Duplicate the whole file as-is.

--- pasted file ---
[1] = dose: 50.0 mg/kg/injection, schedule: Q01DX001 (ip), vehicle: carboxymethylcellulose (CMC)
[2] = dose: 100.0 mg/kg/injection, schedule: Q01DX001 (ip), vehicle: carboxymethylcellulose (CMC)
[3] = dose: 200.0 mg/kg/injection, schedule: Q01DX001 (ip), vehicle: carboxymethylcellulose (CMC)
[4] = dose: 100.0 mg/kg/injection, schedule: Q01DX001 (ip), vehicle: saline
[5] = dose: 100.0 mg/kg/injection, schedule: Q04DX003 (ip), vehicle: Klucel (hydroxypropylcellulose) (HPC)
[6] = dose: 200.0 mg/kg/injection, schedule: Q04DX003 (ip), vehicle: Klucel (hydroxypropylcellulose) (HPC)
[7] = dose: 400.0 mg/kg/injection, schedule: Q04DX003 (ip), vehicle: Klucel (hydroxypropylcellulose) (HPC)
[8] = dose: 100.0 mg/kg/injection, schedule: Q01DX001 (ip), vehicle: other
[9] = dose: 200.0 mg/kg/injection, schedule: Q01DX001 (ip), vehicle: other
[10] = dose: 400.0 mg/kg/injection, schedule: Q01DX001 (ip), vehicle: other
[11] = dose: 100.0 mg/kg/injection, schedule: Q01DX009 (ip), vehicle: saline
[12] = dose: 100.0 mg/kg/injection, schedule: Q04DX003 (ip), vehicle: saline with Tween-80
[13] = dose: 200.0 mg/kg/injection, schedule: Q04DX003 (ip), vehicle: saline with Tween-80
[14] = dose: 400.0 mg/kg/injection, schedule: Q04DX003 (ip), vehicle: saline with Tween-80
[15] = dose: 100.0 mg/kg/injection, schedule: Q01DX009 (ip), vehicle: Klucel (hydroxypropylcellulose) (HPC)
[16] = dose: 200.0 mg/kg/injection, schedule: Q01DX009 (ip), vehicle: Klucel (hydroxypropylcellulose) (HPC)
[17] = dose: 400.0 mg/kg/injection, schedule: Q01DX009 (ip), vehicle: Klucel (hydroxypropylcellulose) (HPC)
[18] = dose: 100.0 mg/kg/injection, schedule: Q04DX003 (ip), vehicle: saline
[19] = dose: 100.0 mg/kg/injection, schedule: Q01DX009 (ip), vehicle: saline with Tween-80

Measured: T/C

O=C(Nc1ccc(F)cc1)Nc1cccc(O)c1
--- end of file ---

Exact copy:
[1] = dose: 50.0 mg/kg/injection, schedule: Q01DX001 (ip), vehicle: carboxymethylcellulose (CMC)
[2] = dose: 100.0 mg/kg/injection, schedule: Q01DX001 (ip), vehicle: carboxymethylcellulose (CMC)
[3] = dose: 200.0 mg/kg/injection, schedule: Q01DX001 (ip), vehicle: carboxymethylcellulose (CMC)
[4] = dose: 100.0 mg/kg/injection, schedule: Q01DX001 (ip), vehicle: saline
[5] = dose: 100.0 mg/kg/injection, schedule: Q04DX003 (ip), vehicle: Klucel (hydroxypropylcellulose) (HPC)
[6] = dose: 200.0 mg/kg/injection, schedule: Q04DX003 (ip), vehicle: Klucel (hydroxypropylcellulose) (HPC)
[7] = dose: 400.0 mg/kg/injection, schedule: Q04DX003 (ip), vehicle: Klucel (hydroxypropylcellulose) (HPC)
[8] = dose: 100.0 mg/kg/injection, schedule: Q01DX001 (ip), vehicle: other
[9] = dose: 200.0 mg/kg/injection, schedule: Q01DX001 (ip), vehicle: other
[10] = dose: 400.0 mg/kg/injection, schedule: Q01DX001 (ip), vehicle: other
[11] = dose: 100.0 mg/kg/injection, schedule: Q01DX009 (ip), vehicle: saline
[12] = dose: 100.0 mg/kg/injection, schedule: Q04DX003 (ip), vehicle: saline with Tween-80
[13] = dose: 200.0 mg/kg/injection, schedule: Q04DX003 (ip), vehicle: saline with Tween-80
[14] = dose: 400.0 mg/kg/injection, schedule: Q04DX003 (ip), vehicle: saline with Tween-80
[15] = dose: 100.0 mg/kg/injection, schedule: Q01DX009 (ip), vehicle: Klucel (hydroxypropylcellulose) (HPC)
[16] = dose: 200.0 mg/kg/injection, schedule: Q01DX009 (ip), vehicle: Klucel (hydroxypropylcellulose) (HPC)
[17] = dose: 400.0 mg/kg/injection, schedule: Q01DX009 (ip), vehicle: Klucel (hydroxypropylcellulose) (HPC)
[18] = dose: 100.0 mg/kg/injection, schedule: Q04DX003 (ip), vehicle: saline
[19] = dose: 100.0 mg/kg/injection, schedule: Q01DX009 (ip), vehicle: saline with Tween-80

Measured: T/C

O=C(Nc1ccc(F)cc1)Nc1cccc(O)c1